KUALA LUMPUR, June 12 — The court decision in a Bumiputera Christian’s lawsuit over her constitutional right to religion and over the government’s ban on the word “Allah” in Christian publications has now been shifted to August.
Jill Ireland Lawrence Bill’s lawyer Annou Xavier confirmed the change in decision date to August 13.
It is not known why the court had decided to defer the decision.
“This is to enable the Attorney General's Chambers to get new instructions on this sensitive case and also to enable parties to engage with the new government which is now people friendly," Annou said in a text message to Malay Mail when commenting on the date change.
When contacted by Malay Mail, senior federal counsel Shamsul Bolhassan who is representing the home minister and the government in Jill Ireland’s case said: “Both the applicants have put in representation to the home minister and we need to get fresh instructions from the government.”
The High Court in Kuala Lumpur was initially scheduled to deliver its decision in this case tomorrow, after it was also deferred from the original decision date of March 22.
Jill Ireland filed her lawsuit close to 10 years ago, after the Home Ministry seized eight compact discs (CDs) containing the word “Allah” meant for her personal use, at KLIA upon her return from Indonesia.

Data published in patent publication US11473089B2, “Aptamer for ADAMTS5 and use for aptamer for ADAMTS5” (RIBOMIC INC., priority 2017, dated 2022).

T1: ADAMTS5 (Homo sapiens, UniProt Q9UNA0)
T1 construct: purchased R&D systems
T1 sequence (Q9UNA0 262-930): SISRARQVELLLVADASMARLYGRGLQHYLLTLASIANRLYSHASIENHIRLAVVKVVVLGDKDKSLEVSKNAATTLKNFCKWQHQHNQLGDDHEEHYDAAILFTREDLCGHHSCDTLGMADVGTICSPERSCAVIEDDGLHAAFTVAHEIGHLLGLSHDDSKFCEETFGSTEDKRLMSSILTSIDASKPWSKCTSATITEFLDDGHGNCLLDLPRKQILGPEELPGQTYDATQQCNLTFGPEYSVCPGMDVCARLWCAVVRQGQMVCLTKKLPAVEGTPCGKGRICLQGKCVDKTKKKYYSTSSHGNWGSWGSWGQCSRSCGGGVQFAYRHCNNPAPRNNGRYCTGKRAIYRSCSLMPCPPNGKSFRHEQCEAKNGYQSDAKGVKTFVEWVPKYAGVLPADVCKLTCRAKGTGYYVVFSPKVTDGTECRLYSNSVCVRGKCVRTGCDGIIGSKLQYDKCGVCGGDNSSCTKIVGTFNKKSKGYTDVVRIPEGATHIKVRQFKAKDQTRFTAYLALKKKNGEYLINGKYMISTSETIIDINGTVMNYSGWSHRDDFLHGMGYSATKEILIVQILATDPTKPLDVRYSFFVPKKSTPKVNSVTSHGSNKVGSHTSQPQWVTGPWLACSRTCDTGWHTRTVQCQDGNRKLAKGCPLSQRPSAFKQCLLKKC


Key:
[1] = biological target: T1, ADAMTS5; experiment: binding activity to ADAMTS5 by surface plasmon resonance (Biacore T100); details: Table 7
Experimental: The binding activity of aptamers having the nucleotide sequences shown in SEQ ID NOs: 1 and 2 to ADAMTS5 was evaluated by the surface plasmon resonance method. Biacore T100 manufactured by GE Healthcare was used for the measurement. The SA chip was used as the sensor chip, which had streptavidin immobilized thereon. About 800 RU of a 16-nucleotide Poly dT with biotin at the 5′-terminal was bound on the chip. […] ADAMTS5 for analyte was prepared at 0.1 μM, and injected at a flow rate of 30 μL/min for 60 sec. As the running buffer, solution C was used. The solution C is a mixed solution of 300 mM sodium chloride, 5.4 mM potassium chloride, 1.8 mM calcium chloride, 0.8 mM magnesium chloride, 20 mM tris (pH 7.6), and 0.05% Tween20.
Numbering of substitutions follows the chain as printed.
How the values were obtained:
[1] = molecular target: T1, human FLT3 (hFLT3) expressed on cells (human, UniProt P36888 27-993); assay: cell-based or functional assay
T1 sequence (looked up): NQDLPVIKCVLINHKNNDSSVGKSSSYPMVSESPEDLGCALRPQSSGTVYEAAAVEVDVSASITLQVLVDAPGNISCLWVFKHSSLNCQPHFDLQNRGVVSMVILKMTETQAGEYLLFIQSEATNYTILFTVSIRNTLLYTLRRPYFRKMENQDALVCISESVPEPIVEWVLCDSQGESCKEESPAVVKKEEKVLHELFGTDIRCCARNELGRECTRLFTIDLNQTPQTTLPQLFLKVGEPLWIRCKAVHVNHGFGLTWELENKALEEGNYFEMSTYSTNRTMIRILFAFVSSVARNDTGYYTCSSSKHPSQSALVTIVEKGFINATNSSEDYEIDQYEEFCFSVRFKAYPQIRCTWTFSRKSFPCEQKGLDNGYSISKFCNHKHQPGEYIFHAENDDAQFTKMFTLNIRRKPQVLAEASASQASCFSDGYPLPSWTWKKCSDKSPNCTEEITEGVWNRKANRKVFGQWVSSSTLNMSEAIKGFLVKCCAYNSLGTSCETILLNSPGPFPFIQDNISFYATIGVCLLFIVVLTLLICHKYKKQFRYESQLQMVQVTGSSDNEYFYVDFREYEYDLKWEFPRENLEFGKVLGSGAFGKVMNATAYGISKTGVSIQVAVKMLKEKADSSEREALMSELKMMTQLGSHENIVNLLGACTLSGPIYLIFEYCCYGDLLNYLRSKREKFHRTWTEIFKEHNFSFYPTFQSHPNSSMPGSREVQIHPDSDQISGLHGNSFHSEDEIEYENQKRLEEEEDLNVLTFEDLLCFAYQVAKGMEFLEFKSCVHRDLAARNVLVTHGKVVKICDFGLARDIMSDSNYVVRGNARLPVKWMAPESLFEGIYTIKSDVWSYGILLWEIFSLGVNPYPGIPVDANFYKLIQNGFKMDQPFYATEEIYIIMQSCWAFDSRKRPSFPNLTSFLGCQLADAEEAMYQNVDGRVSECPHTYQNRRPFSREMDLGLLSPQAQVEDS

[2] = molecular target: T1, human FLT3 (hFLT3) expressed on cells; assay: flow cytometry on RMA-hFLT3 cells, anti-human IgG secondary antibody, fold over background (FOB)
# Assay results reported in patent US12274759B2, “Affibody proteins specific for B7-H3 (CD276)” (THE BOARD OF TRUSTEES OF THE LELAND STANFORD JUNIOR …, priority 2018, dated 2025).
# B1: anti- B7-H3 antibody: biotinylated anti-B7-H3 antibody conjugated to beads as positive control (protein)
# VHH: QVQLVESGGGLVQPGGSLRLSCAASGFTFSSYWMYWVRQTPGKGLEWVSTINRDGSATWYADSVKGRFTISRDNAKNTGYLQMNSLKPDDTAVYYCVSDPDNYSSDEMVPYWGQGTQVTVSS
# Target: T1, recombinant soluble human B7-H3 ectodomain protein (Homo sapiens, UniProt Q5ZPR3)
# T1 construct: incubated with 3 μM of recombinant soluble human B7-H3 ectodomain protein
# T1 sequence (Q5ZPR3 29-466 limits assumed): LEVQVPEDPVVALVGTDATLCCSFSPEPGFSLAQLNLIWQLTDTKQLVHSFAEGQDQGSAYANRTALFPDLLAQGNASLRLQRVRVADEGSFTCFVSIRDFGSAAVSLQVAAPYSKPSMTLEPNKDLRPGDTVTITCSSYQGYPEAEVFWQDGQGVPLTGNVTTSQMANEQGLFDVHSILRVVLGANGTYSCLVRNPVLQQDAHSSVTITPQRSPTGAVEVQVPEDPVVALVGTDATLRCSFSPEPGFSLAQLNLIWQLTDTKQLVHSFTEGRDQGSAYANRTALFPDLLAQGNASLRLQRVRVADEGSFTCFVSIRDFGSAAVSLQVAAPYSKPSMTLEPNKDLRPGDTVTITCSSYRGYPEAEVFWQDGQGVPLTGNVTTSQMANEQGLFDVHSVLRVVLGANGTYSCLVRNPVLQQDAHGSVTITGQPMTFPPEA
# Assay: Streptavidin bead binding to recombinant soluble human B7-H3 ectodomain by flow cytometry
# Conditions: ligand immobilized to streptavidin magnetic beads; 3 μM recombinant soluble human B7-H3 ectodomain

Following the May 11, 2008 seizure, Jill Ireland filed for judicial review in August the same year against the home minister and the government of Malaysia.
The High Court had in July 2014 ruled that the Home Ministry was wrong to seize the CDs and ordered that they be returned, but did not address the constitutional points then.
Jill Ireland finally received her CDs in September 2015, pursuant to the Court of Appeal’s June 2015 directive for the Home Ministry to return the discs. However, the Court of Appeal had also sent the constitutional issues back to the High Court to be heard.
The constitutional issues in Jill Ireland’s case were heard by High Court judge Datuk Nor Bee Ariffin on October 19 and November 15 last year.
During the hearing, Jill Ireland’s lawyers had argued that “Allah”, the Arabic word for God, is not exclusive to Islam and not a copyrighted word that non-Muslim communities cannot use. The word had been adopted into the national language Bahasa Malaysia.
The lawyers had also cited multiple Malay translations of Bibles and Christian publications featuring the word “Allah” to as early as 1629 as proof of the Bahasa Malaysia-speaking Christians’ historical and generations-long use of the word, arguing that the use of the word was integral to their religion.
Jill Ireland is seeking several court orders, including a declaration that it is her constitutional right to have access to Christian publications in the exercise of her rights to practise religion and right to education, as provided for by the Federal Constitution’s Article 11 on the freedom of religion.
The Sarawakian native of the Melanau tribe is also seeking a court declaration that the Constitution’s Article 8 guarantees her equality before the law and protection from discrimination on grounds of religion in the administration of law ― specifically the Printing Presses and Publications Act 1984 and the Customs Act 1967.
Jill Ireland is also asking the court to declare the Home Ministry’s December 5, 1986 circular to ban the word “Allah” in Christian publications as unconstitutional and unlawful, arguing among other things that the government has failed to prove such use was a threat to public order.
The government had used the 1986 circular to justify its 2008 seizure of Jill Ireland’s CDs.